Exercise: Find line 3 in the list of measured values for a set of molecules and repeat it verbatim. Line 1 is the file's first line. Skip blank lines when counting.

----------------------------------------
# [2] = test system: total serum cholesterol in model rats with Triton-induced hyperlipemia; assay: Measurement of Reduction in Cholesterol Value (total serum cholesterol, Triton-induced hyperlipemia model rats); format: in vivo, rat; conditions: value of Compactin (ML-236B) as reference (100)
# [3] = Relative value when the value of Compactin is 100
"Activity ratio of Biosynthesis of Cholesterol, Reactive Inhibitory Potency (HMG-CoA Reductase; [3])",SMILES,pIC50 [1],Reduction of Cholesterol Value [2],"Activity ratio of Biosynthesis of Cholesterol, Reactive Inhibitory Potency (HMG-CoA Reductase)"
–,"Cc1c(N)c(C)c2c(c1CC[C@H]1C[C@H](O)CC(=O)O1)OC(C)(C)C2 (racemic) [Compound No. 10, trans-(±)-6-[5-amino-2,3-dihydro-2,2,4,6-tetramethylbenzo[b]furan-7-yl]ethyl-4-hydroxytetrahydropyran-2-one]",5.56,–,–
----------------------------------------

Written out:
"Activity ratio of Biosynthesis of Cholesterol, Reactive Inhibitory Potency (HMG-CoA Reductase; [3])",SMILES,pIC50 [1],Reduction of Cholesterol Value [2],"Activity ratio of Biosynthesis of Cholesterol, Reactive Inhibitory Potency (HMG-CoA Reductase)"